Ria Pizza and Wine review

Tomato, buffalo mozzarella and basil pizza.
Tomato, buffalo mozzarella and basil pizza.  Photo: Edwina Pickles

71A Macleay St Potts Point, NSW 2011

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Opening hours Daily from 5pm, for dine-in and takeaway
Features Licensed
Prices Moderate (mains $20-$40)
Phone 02 8080 9640

Pizza? It's personal. Some people like their pizza base thin and crisp; others want it chewy and doughy. Some want to drown in cheese; others need the salty lick of anchovies. And that's without talking fermentation, hydration, wood-fired versus gas, or the potential for pineapple.

In spite of pizza being a near-universal food group that brings people together, it's actually very divisive.  

Enter Ria Pizza, the new incarnation of the old Monopole wine bar in Potts Point. According to the Bentley group's Brent Savage, it's an Australian pizza joint, with the pizza made to his own liking – with a slow-fermented sourdough base, a thick pillowy crust without the currently fashionable overcharring, and with premium ingredients dotted on either tomato or bechamel sauces, all baked in an electric deck oven. It's a brave move.

Cured ocean trout with sauce gribiche.
Cured ocean trout with sauce gribiche.  Photo: Edwina Pickles

So is the new interior. They've done their darnedest to turn it into a pizza joint with an art-intervention by way of Melbourne artist Ash Keating spraying the walls and ceiling in pinks and greys using a fire extinguisher, and designer Pascale Gomez-McNabb hanging looping strands of illuminated ropes from the ceiling.

But it's really the same smart, comfortable, leather-banquetted wine bar it was, with a faint hint of rave cave.

So, the pizza. Savage and German/Italian head pizzaiolo Ruben Percoco keep it classy with four red (tomato) and four white (bechamel) varieties. They're Disneyland pizzas, reimagined with big puffy crusts and colourful toppings – not oily, floppy or cheesy, but firmer, neater and sourdough-breadier.

Stracciatella, watermelon radish and apple.
Stracciatella, watermelon radish and apple.  Photo: Edwina Pickles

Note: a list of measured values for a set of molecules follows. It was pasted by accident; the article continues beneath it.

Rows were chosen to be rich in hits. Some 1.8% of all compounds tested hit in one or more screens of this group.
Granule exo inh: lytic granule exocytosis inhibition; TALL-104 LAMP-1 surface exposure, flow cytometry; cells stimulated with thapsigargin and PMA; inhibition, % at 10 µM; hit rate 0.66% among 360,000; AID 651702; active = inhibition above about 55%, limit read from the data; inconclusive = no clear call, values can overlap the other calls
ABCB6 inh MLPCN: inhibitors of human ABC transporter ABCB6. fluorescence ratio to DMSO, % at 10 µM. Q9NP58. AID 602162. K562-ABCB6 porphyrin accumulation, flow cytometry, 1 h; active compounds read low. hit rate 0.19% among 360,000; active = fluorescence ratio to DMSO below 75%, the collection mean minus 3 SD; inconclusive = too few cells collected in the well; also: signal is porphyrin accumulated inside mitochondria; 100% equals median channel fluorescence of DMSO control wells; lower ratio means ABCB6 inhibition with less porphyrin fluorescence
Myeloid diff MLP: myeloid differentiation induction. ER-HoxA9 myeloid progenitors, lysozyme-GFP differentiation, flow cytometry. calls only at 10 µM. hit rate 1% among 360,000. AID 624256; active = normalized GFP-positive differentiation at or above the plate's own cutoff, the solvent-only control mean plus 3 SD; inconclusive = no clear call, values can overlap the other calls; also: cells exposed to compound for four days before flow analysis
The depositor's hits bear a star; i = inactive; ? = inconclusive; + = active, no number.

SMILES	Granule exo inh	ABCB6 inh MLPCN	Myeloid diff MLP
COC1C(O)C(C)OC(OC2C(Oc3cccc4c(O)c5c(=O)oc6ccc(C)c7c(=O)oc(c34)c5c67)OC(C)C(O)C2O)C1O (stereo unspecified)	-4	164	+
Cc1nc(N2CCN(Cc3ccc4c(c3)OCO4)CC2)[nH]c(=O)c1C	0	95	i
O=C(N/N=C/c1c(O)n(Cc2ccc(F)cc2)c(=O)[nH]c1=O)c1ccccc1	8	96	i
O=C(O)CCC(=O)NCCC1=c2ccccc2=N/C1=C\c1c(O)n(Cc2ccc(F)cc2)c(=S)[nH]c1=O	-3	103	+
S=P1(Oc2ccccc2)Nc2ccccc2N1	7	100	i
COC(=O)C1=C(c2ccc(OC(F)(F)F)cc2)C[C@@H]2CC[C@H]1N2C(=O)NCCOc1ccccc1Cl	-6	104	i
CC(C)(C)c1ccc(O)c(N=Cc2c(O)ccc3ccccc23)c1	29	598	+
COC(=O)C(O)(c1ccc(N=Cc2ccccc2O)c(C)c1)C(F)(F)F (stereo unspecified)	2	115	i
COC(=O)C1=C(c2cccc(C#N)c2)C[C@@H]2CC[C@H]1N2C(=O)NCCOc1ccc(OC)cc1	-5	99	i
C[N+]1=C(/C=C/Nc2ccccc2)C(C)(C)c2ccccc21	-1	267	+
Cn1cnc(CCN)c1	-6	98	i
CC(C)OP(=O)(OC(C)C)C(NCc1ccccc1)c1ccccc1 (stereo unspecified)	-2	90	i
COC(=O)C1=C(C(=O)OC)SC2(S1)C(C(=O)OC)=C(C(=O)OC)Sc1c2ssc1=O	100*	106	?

The most successful is also the cheapest and most traditional – just tomato, buffalo mozzarella and basil ($21). There's salami with tomato, black olive and rocket ($25), and a "ham and clam" on a white bechamel base studded with hide-and-seek clams, capers, chervil and furls of prosciutto ($28), but the tomato base will always get my vote over the blander bechamel.

Things get fancy with toppings of octopus and nduja, or prawns, saltbush and XO chilli, ready to be pimped with white truffles, Ortiz anchovies, and even Black Pearl beluga caviar at $180 for 30 grams.

There are simpler joys to be had in the snacks and sides, from lovely, gentle house-cured ocean trout ($16) riched up with sauce gribiche, to flinty, freshly opened Sydney Rock oysters ($5 each). Fresh stracciatella cheese is topped with floppy furls of crisp, blushing pink watermelon radish ($17), in a cream-and-crunch combo that's pure Savage.

The Potts Point venue retains the bones of of the old Monopole wine bar.
The Potts Point venue retains the bones of of the old Monopole wine bar. Photo: Edwina Pickles

The menu also lists Crust Dips. Note, these are not crusts and dips, but dips for your pizza crust, another polarising idea. I thought pizza crusts are there to go with your pizza, not to rip off and dip into something else.

You can, however, do a side order of cute, doughy pizza sticks ($5), ready to dip into a terrific whipped mullet roe ($10) under a cloud of shaved bottarga, or spread with a devilishly rich parmesan custard ($10).

My strategy (copyright © 2021 Terry Durack, all rights reserved) is to use the pizza as an enabler. Go straight margherita, and be your own pimp with prosciutto ($19), Ortiz anchovies ($14) and an heirloom tomato salad with straggles of pickled onion ($16).

Green pizza with zucchini pesto, feta and mint.
Green pizza with zucchini pesto, feta and mint. Photo: Tim Thatcher

So, not your average pizza joint, then. They've taken it upmarket, served it with chablis, showered it with truffles and caviar and surrounded it with full service levels, yet still called it casual dining.

They've also turned a fast food into a slow one, giving you time for a civilised dinner with cocktails and natural wines, right through to a sassy little brick of peach and coconut sorbet for dessert, served with macerated peaches ($16).

They even do "merch" – pizza slice key rings, hats and T-shirts – although they're a bit embarrassed about it.

Macerated peach and coconut sorbet.
Macerated peach and coconut sorbet. Photo: Edwina Pickles

Brent Savage and Nick Hildebrandt were always going to interpret a pizzeria in a different way to anyone else, but it's all good quality and all good fun. And like I said, it's personal.

The low-down

Ria Pizza + Wine

Vegetarian: Five snacks, three pizzas, three dips

Drinks: Contemporary and classic cocktails and an enticing, edited (100 bottle) Italian wine list from Nick Hildebrandt, with star turns from South Australia's Unico Zelo.

Terry Durack is chief restaurant critic for The Sydney Morning Herald and senior reviewer for the Good Food Guide. This rating is based on the Good Food Guide scoring system.

www.riapizza.com.au/